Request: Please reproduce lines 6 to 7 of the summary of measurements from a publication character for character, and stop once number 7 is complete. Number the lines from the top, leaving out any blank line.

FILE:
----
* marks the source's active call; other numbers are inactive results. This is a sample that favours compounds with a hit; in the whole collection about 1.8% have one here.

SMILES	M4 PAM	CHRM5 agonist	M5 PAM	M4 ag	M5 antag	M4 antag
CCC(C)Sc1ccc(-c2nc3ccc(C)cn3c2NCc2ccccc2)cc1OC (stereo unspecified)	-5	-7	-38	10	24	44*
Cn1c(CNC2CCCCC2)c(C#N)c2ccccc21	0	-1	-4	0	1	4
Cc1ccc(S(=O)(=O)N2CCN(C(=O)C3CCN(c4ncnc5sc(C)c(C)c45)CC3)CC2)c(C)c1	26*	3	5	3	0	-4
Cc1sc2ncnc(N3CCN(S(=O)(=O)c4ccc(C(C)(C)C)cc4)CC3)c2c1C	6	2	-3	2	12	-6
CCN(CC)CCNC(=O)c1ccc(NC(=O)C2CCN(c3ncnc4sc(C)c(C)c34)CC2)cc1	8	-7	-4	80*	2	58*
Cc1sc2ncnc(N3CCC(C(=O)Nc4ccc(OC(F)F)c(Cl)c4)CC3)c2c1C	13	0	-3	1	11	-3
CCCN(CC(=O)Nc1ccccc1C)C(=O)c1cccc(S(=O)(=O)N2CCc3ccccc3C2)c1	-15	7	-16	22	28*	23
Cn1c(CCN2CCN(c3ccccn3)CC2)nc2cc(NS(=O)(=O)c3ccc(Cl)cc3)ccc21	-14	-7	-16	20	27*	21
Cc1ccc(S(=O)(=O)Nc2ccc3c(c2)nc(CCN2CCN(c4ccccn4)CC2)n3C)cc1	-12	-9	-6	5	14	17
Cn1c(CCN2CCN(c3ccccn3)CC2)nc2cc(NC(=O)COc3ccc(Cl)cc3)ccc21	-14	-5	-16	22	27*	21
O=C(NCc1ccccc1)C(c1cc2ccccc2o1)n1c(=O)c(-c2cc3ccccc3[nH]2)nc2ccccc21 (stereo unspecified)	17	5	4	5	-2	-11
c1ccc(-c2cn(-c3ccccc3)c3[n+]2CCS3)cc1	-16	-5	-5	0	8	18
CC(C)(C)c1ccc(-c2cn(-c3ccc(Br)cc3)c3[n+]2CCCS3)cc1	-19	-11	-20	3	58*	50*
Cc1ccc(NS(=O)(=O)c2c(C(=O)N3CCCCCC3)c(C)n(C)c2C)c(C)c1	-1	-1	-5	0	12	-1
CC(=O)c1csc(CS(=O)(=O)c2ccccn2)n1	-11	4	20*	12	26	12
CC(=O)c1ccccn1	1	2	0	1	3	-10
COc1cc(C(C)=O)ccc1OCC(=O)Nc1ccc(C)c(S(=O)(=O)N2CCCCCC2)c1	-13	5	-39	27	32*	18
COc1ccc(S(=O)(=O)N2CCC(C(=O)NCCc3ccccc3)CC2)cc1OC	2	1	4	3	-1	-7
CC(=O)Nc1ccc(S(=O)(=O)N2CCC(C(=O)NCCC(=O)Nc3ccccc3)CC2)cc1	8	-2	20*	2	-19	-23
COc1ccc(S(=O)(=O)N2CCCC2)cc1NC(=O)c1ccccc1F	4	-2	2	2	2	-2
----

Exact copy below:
Cc1sc2ncnc(N3CCN(S(=O)(=O)c4ccc(C(C)(C)C)cc4)CC3)c2c1C	6	2	-3	2	12	-6
CCN(CC)CCNC(=O)c1ccc(NC(=O)C2CCN(c3ncnc4sc(C)c(C)c34)CC2)cc1	8	-7	-4	80*	2	58*